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Ask Maverick Your Own Question
Maverick, Attorney
Category: Personal Injury Law
Satisfied Customers: 6391
Experience:  20 years professional experience
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I need to file a law suit against the police department car

Customer Question

I need to file a law suit against the police department for a car accident that I was involved in. Would I be able to get help?
Submitted: 1 year ago.
Category: Personal Injury Law
Expert:  Maverick replied 1 year ago.

Welcome to Just Answer (“JA”)! My name is Maverick.

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Customer: replied 1 year ago.
Ok. Here is the situation, I guess I'm asking if I even have a case or not?
I was involved in a car accident on March 2nd. In dealing with this horrific experience, I was ushered to jail for a warrant that was unrelated to the accident. Due to the warrant I had out for my arrest since Aug of 2015, they had to take me to jail.
However, on March 1st I was pulled over by an office a day before the accident whom issued me a ticket for driving in the emergency lane. This officer didn't mention anything about me having a warrant or the fact that my license was suspended. If he would have completed his job correctly, I would've been ushered to jail on March 1st and would have avoided a car accident the following day.
The officers from March 2nd stated to me that this could've been avoided. They wasted no time taking me in after being seen in the ER.
I'm just thinking that this could've all been avoided if that officer was doing his job. Can you tell me your legal experiences in such a case like this one? Do I even have a case?
Expert:  Maverick replied 1 year ago.

This type of case would be bounced immediately on the "duty" and "causation" elements of negligence; even assuming that you could circumvent any sovereign immunity defense that the city might first throw up.

The bot***** *****ne here is that the police officer owes no specific duty to you individually to inform you of your legal violations on a previous incident or to usher you into jail for them. While this is a duty that the officer owes to the public at large, it is not owed to you individually.

Nor can it be said that the first officer's failure to arrest you is the LEGAL PROXIMATE CAUSE of your accident on 3/2. It is essential to a negligence claim to prove in trial that the negligent act of the first officer was the proximate cause (and not some other reason) of the damages to you.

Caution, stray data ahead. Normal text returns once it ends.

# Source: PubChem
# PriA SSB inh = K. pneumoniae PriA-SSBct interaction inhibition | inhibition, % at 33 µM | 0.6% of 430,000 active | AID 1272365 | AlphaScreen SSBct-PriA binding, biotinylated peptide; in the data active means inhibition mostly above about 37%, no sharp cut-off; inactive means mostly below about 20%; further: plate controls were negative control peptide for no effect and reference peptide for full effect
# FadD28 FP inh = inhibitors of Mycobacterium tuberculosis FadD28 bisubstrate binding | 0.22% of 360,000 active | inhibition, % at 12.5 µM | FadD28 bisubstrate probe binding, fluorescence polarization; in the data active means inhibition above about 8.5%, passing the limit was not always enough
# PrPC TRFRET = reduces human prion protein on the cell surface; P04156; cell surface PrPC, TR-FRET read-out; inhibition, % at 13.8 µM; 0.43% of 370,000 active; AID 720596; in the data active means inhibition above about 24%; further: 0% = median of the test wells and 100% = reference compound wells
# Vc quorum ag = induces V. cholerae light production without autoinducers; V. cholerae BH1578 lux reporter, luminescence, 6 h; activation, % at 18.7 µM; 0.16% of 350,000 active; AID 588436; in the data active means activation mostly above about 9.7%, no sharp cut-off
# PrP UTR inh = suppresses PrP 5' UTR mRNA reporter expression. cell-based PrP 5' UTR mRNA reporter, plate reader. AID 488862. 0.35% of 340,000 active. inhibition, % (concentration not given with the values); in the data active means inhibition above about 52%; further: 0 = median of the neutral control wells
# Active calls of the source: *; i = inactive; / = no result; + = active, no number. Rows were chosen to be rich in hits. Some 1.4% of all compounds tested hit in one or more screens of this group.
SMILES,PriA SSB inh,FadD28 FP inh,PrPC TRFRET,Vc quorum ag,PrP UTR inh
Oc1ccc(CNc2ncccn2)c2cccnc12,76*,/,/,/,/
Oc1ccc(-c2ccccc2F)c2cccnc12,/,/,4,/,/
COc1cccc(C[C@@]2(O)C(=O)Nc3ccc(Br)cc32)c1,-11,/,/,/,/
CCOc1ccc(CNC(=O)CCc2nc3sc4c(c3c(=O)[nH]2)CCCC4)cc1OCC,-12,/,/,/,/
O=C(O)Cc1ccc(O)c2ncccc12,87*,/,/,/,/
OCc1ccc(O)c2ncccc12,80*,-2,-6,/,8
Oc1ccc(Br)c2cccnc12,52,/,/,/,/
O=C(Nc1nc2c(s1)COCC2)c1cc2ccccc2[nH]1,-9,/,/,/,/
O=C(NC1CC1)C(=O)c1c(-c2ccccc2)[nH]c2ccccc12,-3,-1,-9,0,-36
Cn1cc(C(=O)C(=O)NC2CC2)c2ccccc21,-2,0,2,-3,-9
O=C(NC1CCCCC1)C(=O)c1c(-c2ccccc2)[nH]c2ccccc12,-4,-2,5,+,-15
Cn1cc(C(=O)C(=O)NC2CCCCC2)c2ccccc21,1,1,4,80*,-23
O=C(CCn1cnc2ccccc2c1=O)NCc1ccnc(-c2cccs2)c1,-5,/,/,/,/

Sometimes there is an intervening cause which comes between the original negligence of the defendant and the injured plaintiff. If this intervening cause is the substantial reason for the injury, then the defendant will not be liable.

So, for example, in your case the either you or the other driver may have been negligent in the manner that you drove on 3/2 and this would be the proximate cause of your injury on that date.

I know this is not the answer that you wanted to hear; but I am assuming that you are paying for an honest and professional answer.

Customer: replied 1 year ago.
I would think that the negligence does fall on the previous officer from 3/1. Not only had I had a warrant my license was suspended as well. I shouldn't have been driving. I had a good driving record prior to this. If I've known that my license was suspended, I would've taken care of this immediately. I wasn't even informed that they were suspended and was allowed to cont. driving.
Expert:  Maverick replied 1 year ago.

In order for a plaintiff to successfully assert that a defendant was negligent, a plaintiff will have to prove four elements.

First, a plaintiff must show that the defendant owed the plaintiff a "duty of care." The legal term "duty of care" basically means that one party was obligated to act in a certain way toward another.

Next, a plaintiff must show that the defendant breached the "duty of care" he owed to the plaintiff.

Third, a plaintiff will have to show that the defendant's breach of his duty of care proximately caused the plaintiff's injury.

Last, the plaintiff needs to show that he was damaged or injured in some way.

So, yes, even if the 3/1 officer was GENERALLY negligent, the duty to take you in for a arrest warrant was not owed to you individually, but only to the public at large; also even if you can prove the other three elements somehow, the proximate cause link would be hard to establish given the intervening cause of either your or the other driver's negligence as the primary cause of the accident on 3/2.

Customer: replied 1 year ago.
OK. This is very helpful. Thank you for taking the time to direct me.
Expert:  Maverick replied 1 year ago.

Your welcome.